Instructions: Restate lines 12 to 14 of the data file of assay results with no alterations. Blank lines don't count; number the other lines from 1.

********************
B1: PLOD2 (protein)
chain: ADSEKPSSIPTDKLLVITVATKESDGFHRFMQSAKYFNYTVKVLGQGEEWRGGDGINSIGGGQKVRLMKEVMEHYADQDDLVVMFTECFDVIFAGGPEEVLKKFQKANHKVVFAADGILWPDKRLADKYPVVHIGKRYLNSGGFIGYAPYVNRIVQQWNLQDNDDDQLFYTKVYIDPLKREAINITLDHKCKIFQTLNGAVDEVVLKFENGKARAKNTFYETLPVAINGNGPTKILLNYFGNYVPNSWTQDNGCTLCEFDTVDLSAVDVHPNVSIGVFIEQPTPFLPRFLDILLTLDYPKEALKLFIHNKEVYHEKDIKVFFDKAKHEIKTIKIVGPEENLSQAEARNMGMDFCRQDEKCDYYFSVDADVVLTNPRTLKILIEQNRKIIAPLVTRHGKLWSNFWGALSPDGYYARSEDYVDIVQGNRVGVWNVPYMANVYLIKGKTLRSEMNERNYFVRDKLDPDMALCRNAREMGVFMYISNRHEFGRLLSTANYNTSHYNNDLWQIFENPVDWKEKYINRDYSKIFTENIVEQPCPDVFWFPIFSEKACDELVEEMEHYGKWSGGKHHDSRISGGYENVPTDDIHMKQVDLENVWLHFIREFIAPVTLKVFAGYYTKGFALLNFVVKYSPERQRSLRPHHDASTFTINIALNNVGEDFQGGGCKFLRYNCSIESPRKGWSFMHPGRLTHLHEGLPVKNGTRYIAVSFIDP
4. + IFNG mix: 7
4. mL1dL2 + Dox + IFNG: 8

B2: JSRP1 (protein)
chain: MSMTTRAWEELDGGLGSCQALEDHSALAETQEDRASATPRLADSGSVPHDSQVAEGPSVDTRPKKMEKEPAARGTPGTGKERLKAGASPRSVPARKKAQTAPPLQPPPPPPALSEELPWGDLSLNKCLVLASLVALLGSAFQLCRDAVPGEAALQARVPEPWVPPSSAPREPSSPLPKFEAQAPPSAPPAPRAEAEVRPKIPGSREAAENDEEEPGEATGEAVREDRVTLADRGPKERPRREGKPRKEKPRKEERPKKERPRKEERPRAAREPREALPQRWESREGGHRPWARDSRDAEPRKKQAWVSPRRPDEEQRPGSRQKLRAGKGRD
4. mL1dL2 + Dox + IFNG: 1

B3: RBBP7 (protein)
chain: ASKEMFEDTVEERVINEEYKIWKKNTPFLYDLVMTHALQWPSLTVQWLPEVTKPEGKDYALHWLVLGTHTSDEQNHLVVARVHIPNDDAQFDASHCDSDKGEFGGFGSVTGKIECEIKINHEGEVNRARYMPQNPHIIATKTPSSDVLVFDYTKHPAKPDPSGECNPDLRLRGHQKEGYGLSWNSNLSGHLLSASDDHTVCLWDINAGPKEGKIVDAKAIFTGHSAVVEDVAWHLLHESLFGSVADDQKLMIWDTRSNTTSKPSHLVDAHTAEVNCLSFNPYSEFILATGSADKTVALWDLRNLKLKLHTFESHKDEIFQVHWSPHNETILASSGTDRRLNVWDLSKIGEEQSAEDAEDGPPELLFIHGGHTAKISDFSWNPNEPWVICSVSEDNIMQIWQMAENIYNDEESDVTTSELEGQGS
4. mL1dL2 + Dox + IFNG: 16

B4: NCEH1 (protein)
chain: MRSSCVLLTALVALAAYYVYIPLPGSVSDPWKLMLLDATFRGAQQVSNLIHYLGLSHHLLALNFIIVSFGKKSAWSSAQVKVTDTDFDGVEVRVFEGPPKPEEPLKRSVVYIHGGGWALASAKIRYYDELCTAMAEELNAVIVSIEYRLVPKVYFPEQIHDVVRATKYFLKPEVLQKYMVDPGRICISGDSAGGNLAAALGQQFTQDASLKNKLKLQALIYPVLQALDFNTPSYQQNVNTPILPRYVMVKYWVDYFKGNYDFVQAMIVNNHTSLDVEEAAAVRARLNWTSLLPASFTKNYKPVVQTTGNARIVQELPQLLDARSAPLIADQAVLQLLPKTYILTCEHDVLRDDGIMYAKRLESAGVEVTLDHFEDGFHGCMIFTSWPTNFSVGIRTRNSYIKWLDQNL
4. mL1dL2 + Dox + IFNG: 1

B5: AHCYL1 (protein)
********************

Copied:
chain: MRSSCVLLTALVALAAYYVYIPLPGSVSDPWKLMLLDATFRGAQQVSNLIHYLGLSHHLLALNFIIVSFGKKSAWSSAQVKVTDTDFDGVEVRVFEGPPKPEEPLKRSVVYIHGGGWALASAKIRYYDELCTAMAEELNAVIVSIEYRLVPKVYFPEQIHDVVRATKYFLKPEVLQKYMVDPGRICISGDSAGGNLAAALGQQFTQDASLKNKLKLQALIYPVLQALDFNTPSYQQNVNTPILPRYVMVKYWVDYFKGNYDFVQAMIVNNHTSLDVEEAAAVRARLNWTSLLPASFTKNYKPVVQTTGNARIVQELPQLLDARSAPLIADQAVLQLLPKTYILTCEHDVLRDDGIMYAKRLESAGVEVTLDHFEDGFHGCMIFTSWPTNFSVGIRTRNSYIKWLDQNL
4. mL1dL2 + Dox + IFNG: 1

B5: AHCYL1 (protein)